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MedST IB: Biology of Disease (BoD) > 2.0 Virology > Flashcards

Flashcards in 2.0 Virology Deck (73)
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What is the size range of a virus?

Most are 20-700nm

(can be smaller)


What is the smallest virus?

Foot and mouth disease virus (FMDV) - 20nm


What is the largest virus?

Mimivirus - 700nm


What is the structure of virions?

1) Nucleic acid (genome)
2) Capsid

Some have:
3) Lipid membrane (envelope)


Structure of capsids:

Composed of capsomers (repeating protein units)
Symmetrical (can be helical or icosahedral


Structure of lipid membrane:

Phosopholipid membrane (aquired from host)
Embedded viral protein
May be glycosylated


How do virions increase the coding capacity of their small genomes?

1) Densely packed genes
2) Overlapping reading frames
3) Splicing
4) Few non-coding regions


What are the different ways to measure viruses?

1) Electron micrograph
- Useful for quantification
- No info on virulence

2) Polymerase chain reaction
- Useful for diagnosis
- No info on virulence

3) Immunological evidence of infection
- Detection of adaptive immune response
- Too slow for diagnosis (useful epidemiologically)
- Can give some info on virulence

4) Plaque assay
- Preffered method to measure infectivity


What are the stages of viral replication?

1) Adsorption and penetration
2) Eclipse phase
3) Assembly and release


What is the mean burst size?

Average yield of virus particles per cell
- Varies greatly


How does HIV bind to target cell?

gp120 (envelope glycoprotein) on HIV binds to CD4 + chemokine co-receptor

CD4 = only on T-cells


How does influenza bind to target cell?

Haemagglutin (HA) (envelope glycoprotein) on influenza binds to sialic acid

Sialic acid = on most cells


How does EBV bind to target cell?

gp340 (envelope glycoprotein) on EBV binds to CD21


How does HIV penetrate the target cell?

Binding of gp120 to CD4 → conformational change in virus gp120/gp41 → virus envelope fuses with plasma membrane


How does infleunza penetrate the target cell?

Binding of HA to sialic acid → endocytosis → endosome is acidified

↓ pH → rearrangement of HA → viral envelope is pulled closer to vesicle membrane → disruption → fusion


What happens in the eclipse phase?

No virus particle present in host cell

Virus has disassembled
Genome is being replicated
Virus proteins are being made


What are the steps for -ve ssRNA and dsRNA viral replication?


1) Viral genome transcribed to +ve sense RNA
- Enzyme = viral RNA dependent RNA polymerase
2) +ve sense RNA can be used as mRNA or to make new viral genome

Exception to this is influenza (occurs in nucleus - uses host RNA pol II)


What are the steps for +ve ssRNA viral replication?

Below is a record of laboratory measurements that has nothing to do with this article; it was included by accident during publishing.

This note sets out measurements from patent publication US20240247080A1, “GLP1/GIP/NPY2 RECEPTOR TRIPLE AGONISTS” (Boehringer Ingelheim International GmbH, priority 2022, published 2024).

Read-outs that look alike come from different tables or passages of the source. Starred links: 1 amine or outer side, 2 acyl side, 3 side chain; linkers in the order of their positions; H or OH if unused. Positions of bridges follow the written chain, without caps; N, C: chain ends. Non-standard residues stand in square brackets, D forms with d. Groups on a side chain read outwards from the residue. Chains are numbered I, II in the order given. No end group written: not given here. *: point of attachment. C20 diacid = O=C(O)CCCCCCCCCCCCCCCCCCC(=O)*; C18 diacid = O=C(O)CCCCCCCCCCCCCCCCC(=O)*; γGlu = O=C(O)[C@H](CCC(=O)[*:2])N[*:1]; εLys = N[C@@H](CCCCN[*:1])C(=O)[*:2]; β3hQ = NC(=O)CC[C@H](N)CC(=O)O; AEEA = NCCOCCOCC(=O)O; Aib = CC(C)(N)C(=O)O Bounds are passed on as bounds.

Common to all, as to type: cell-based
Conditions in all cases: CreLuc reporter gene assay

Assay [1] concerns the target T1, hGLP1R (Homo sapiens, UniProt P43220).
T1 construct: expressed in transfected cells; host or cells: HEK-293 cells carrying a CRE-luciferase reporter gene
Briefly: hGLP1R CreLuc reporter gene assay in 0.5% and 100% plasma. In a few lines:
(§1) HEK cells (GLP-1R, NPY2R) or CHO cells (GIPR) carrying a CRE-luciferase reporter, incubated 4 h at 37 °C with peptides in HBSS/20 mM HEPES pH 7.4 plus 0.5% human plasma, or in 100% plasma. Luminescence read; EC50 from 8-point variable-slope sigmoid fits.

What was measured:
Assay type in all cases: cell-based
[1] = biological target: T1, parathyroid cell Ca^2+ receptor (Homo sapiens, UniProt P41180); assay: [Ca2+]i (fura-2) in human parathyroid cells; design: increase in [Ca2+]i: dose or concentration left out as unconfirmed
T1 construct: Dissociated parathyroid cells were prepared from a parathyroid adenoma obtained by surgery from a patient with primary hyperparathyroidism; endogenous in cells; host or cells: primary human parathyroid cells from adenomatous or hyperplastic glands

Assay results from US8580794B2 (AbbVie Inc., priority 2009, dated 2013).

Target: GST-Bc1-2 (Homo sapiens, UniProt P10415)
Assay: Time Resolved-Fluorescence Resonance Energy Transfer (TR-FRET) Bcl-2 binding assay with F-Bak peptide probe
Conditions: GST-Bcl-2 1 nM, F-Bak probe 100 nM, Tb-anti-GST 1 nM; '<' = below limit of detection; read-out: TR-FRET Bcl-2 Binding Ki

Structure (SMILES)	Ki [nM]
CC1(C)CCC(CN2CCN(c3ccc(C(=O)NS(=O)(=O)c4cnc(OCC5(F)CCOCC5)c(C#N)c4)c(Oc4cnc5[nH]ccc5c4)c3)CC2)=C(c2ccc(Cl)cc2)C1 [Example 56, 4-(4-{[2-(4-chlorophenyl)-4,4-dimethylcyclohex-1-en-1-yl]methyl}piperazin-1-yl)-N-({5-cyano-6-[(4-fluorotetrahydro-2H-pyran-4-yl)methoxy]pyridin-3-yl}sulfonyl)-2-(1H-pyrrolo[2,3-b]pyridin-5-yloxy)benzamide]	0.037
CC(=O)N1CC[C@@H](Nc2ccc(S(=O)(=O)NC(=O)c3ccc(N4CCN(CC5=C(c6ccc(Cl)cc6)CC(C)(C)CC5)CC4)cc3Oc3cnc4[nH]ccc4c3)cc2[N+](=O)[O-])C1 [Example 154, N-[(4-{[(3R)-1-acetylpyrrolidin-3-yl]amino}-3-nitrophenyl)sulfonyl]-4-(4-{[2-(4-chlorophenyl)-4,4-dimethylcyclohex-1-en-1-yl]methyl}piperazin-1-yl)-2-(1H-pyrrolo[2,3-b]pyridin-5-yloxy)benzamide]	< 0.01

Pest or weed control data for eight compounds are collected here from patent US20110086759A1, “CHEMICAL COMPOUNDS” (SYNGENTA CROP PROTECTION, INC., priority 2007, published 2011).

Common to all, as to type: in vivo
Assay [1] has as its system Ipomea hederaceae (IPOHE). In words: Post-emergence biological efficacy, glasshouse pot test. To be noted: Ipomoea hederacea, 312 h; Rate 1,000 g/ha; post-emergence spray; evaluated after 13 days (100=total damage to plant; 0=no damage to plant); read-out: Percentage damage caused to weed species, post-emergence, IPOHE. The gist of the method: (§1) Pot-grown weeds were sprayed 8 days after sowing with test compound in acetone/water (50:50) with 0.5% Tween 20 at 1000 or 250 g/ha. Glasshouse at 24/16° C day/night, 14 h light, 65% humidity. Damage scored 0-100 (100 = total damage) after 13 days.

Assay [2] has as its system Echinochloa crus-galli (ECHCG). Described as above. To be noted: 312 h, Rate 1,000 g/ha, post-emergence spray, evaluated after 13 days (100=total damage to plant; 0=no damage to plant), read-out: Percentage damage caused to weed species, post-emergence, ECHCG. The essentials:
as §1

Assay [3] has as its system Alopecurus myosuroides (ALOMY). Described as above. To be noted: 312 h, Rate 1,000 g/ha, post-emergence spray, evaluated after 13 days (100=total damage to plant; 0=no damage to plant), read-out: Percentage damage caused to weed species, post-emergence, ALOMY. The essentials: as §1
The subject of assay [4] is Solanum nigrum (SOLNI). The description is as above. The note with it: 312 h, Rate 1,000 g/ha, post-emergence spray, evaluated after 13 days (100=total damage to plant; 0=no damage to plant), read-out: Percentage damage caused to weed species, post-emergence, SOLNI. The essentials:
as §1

1. Translation
- Translated proteins include RNA dependent RNA polymerase
2. Virus genome is replicated into complimentary (-ve sense) RNA (RNA dependent RNA polymerase)
3. Second stage of replication is to copy -ve sense to +ve RNA (RNA dependent RNA polymerase)
4. These can then be packaged into new virions


What are the steps for retrovirus replication?

1. Virus genome is copied by reverse transcriptase
- This is an RNA dependent DNA pol
- Packaged within the virus particle
- Creates dsDNA intermediate
2. dsDNA intermediate is integrated into host genome
- Provirus
3. mRNA is transcribed by host DNA dependent RNA pol II
- provirus = template
4. Full length transcripts can be translated
5. Or packaged into new virus capsids in the cytoplasm


What are the steps for ds DNA viral replication?


1. Virus genome is transported into nucleus
2. Transcription
- Uses host DNA-dependent RNA pol
3. mRNA translation
- Occurs in cytoplasm
4. Some proteins are transported back to nucleus
- e.g. DNA pol and capsid proteins
5. In nucleus viral DNA is replicated and progeny genomes are packed into new capsids


How are poxviridae virions an exception to ds DNA viral replication?

Replication occurs in cytoplasm

They carry their own enzymes (DNA dep. RNA pol + capping/polyadenylating enzyme)

Viral DNA alone is not infectious


In viral replication, what do early genes code for and what do late genes code for?

1) Early genes → nucleic acid replication (+ modification of host cell)

2) Late genes → structural proteins of virion

(Early proteins = low amounts, late proteins = large amounts)


What are the mechanisms virions use to make different proteins (poly-protein processing)?

1) Post-translational cleavage (using specific proteases)

2) Segemental genome (influenza)

3) Splicing (e.g. HIV → gp160 → gp120 + gp41)


What are the two mechanisms of viral release from a cell?

1) Lysis of cell
2) Budding of enveloped virus


What viruses show latency?

1) Retroviruses
2) Herpesviruses


What modifications to host cells can viruses induce?

1) Subversion of cellular metabolism to make only viral proteins
2) Cell stimulation
3) ↑ dNTP pool
4) Membrane modifications
5) Cytopathic effect (CPE)
6) ↓ host cell signalling (↓ innate immunity)
7) Lytic/non-lytic infections
8) Cell transformation


What viruses cause lytic infections?

1) DNA viruses
2) Non-enveloped RNA
3) Viruses that cause host-cell shut off


What viruses cause non-lytic infections?

1) Enveloped RNA
2) Retroviruses


What viruses cause cell transformation?

1) HPV → wart/cervical cancer (16 +18)
2) Rous sarcoma virus → sarcoma in chickens


What viruses have the following portals of entry?

Respiratory tract:
Alimentary canal:
Genital tract:
Insect bite (blood):

Oropharnx: HSV, CMV, EBV

Respiratory tract: Influenza, measles, mumps, rubella, VZV, adenovirus, rhinovirus

Alimentary canal: Poliovirus, Hep A, rotavirus

Conjunctiva: HSV

Skin: HPV, HSV, Rabies

Genital tract: HIV, HSV, HPV

Blood: Hep B, HIV

Insect bite (blood): Yellow fever, dengue